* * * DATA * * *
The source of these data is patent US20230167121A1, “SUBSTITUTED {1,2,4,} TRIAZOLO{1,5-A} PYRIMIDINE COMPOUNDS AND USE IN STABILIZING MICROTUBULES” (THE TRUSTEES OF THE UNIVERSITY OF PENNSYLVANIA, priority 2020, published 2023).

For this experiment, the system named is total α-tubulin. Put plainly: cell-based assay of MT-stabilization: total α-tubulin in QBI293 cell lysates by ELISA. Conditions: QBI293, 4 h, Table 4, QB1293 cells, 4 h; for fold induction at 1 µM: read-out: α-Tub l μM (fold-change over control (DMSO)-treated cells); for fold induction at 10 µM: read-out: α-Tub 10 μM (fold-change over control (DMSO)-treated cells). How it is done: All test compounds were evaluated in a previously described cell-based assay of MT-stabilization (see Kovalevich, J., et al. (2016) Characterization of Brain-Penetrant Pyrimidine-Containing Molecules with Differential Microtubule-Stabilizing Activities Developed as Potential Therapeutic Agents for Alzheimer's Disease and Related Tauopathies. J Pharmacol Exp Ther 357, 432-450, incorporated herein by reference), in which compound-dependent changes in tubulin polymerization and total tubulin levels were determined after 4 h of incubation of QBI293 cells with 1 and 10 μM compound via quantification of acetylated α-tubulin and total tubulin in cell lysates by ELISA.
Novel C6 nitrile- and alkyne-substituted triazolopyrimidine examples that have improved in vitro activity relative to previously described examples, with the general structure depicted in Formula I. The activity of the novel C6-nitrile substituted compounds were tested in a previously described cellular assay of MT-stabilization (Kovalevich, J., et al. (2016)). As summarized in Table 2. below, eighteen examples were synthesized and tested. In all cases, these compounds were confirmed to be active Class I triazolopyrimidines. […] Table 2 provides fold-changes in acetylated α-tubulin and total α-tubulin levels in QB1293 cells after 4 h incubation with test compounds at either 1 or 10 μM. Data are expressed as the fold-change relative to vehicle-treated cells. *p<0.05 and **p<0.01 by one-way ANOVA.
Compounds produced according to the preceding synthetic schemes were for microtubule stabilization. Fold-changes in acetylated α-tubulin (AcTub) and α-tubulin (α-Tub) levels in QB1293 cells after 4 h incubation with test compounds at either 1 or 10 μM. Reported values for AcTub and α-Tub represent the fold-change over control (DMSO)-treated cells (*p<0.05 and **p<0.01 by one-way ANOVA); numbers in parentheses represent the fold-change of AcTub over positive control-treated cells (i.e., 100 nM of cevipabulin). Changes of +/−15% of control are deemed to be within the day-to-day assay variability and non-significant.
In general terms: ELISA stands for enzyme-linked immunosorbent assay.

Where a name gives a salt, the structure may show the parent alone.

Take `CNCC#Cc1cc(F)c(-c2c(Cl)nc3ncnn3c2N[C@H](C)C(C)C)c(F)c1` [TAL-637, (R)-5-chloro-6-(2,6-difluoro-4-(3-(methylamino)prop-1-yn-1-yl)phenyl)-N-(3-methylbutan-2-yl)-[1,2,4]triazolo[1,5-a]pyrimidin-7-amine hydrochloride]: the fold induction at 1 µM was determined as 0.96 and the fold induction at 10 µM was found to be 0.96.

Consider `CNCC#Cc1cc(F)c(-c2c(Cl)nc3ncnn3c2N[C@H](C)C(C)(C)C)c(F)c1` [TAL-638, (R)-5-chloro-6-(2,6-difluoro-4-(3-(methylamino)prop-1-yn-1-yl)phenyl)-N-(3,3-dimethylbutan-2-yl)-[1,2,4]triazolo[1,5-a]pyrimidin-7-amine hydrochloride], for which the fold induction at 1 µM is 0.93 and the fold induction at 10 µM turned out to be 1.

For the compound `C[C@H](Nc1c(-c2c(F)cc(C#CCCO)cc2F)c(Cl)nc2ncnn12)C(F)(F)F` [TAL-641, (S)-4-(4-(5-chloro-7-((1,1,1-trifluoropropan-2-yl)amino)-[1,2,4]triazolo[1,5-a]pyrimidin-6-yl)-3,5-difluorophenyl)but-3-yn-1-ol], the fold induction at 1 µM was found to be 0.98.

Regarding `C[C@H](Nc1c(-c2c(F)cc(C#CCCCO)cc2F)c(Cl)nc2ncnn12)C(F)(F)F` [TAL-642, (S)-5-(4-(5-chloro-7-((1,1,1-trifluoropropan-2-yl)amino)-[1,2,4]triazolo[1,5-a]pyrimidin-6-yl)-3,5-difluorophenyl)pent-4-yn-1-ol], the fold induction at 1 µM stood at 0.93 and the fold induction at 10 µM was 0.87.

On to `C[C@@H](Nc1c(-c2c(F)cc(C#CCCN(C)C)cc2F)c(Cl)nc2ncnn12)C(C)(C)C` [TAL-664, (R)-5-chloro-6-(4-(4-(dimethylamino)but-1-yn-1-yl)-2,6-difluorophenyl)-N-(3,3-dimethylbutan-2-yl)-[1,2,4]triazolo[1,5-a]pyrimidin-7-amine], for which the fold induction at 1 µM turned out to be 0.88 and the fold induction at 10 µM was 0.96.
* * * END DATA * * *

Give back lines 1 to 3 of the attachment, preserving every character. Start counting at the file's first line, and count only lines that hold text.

The source of these data is patent US20230167121A1, “SUBSTITUTED {1,2,4,} TRIAZOLO{1,5-A} PYRIMIDINE COMPOUNDS AND USE IN STABILIZING MICROTUBULES” (THE TRUSTEES OF THE UNIVERSITY OF PENNSYLVANIA, priority 2020, published 2023).

For this experiment, the system named is total α-tubulin. Put plainly: cell-based assay of MT-stabilization: total α-tubulin in QBI293 cell lysates by ELISA. Conditions: QBI293, 4 h, Table 4, QB1293 cells, 4 h; for fold induction at 1 µM: read-out: α-Tub l μM (fold-change over control (DMSO)-treated cells); for fold induction at 10 µM: read-out: α-Tub 10 μM (fold-change over control (DMSO)-treated cells). How it is done: All test compounds were evaluated in a previously described cell-based assay of MT-stabilization (see Kovalevich, J., et al. (2016) Characterization of Brain-Penetrant Pyrimidine-Containing Molecules with Differential Microtubule-Stabilizing Activities Developed as Potential Therapeutic Agents for Alzheimer's Disease and Related Tauopathies. J Pharmacol Exp Ther 357, 432-450, incorporated herein by reference), in which compound-dependent changes in tubulin polymerization and total tubulin levels were determined after 4 h of incubation of QBI293 cells with 1 and 10 μM compound via quantification of acetylated α-tubulin and total tubulin in cell lysates by ELISA.
Novel C6 nitrile- and alkyne-substituted triazolopyrimidine examples that have improved in vitro activity relative to previously described examples, with the general structure depicted in Formula I. The activity of the novel C6-nitrile substituted compounds were tested in a previously described cellular assay of MT-stabilization (Kovalevich, J., et al. (2016)). As summarized in Table 2. below, eighteen examples were synthesized and tested. In all cases, these compounds were confirmed to be active Class I triazolopyrimidines. […] Table 2 provides fold-changes in acetylated α-tubulin and total α-tubulin levels in QB1293 cells after 4 h incubation with test compounds at either 1 or 10 μM. Data are expressed as the fold-change relative to vehicle-treated cells. *p<0.05 and **p<0.01 by one-way ANOVA.